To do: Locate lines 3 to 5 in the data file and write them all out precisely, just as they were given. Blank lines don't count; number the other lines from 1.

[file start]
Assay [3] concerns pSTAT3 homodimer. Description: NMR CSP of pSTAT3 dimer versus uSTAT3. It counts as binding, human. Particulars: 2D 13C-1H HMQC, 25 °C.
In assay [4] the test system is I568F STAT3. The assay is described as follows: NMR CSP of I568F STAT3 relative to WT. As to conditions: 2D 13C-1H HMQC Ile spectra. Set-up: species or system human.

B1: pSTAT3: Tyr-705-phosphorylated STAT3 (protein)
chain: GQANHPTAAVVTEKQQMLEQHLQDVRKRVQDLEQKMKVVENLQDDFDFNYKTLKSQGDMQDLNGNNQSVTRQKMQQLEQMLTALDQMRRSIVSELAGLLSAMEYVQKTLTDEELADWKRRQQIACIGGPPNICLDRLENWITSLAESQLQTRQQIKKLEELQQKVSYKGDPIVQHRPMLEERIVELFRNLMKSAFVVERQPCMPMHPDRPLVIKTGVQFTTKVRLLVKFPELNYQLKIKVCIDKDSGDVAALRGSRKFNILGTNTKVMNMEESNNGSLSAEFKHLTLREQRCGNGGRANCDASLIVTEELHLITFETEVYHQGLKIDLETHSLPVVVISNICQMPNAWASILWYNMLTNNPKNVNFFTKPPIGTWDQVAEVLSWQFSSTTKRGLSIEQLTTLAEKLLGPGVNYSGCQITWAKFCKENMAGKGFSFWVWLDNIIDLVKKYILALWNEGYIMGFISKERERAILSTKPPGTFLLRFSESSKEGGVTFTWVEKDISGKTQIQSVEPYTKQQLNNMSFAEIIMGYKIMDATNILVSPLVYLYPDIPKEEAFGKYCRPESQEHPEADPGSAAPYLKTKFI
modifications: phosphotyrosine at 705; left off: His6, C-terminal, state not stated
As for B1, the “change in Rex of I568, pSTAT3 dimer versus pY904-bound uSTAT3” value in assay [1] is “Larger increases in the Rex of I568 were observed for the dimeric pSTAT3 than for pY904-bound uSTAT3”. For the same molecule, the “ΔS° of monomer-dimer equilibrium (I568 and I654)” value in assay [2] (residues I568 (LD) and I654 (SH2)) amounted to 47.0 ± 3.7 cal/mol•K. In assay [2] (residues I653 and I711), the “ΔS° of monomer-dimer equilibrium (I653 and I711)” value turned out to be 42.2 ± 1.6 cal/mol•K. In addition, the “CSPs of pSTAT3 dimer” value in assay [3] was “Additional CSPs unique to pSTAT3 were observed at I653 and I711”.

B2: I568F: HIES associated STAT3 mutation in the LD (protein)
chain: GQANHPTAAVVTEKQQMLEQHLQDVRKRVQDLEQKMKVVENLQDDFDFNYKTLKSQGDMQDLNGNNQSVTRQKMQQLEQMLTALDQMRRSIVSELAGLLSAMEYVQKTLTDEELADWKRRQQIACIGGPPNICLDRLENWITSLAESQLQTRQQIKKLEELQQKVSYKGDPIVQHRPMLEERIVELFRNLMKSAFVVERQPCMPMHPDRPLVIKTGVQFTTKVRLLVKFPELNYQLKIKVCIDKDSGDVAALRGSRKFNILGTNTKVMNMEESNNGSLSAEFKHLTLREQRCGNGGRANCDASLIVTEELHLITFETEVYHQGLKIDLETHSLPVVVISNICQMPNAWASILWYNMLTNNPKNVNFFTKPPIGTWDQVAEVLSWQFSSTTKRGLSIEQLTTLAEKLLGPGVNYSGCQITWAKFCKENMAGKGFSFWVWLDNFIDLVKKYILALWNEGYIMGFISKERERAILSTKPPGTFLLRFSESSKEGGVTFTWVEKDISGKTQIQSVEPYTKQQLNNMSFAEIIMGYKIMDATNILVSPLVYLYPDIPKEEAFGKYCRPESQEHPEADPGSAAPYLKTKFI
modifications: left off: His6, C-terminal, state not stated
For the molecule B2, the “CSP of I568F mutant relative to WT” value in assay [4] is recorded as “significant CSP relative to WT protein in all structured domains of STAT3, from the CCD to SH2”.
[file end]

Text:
B1: pSTAT3: Tyr-705-phosphorylated STAT3 (protein)
chain: GQANHPTAAVVTEKQQMLEQHLQDVRKRVQDLEQKMKVVENLQDDFDFNYKTLKSQGDMQDLNGNNQSVTRQKMQQLEQMLTALDQMRRSIVSELAGLLSAMEYVQKTLTDEELADWKRRQQIACIGGPPNICLDRLENWITSLAESQLQTRQQIKKLEELQQKVSYKGDPIVQHRPMLEERIVELFRNLMKSAFVVERQPCMPMHPDRPLVIKTGVQFTTKVRLLVKFPELNYQLKIKVCIDKDSGDVAALRGSRKFNILGTNTKVMNMEESNNGSLSAEFKHLTLREQRCGNGGRANCDASLIVTEELHLITFETEVYHQGLKIDLETHSLPVVVISNICQMPNAWASILWYNMLTNNPKNVNFFTKPPIGTWDQVAEVLSWQFSSTTKRGLSIEQLTTLAEKLLGPGVNYSGCQITWAKFCKENMAGKGFSFWVWLDNIIDLVKKYILALWNEGYIMGFISKERERAILSTKPPGTFLLRFSESSKEGGVTFTWVEKDISGKTQIQSVEPYTKQQLNNMSFAEIIMGYKIMDATNILVSPLVYLYPDIPKEEAFGKYCRPESQEHPEADPGSAAPYLKTKFI
modifications: phosphotyrosine at 705; left off: His6, C-terminal, state not stated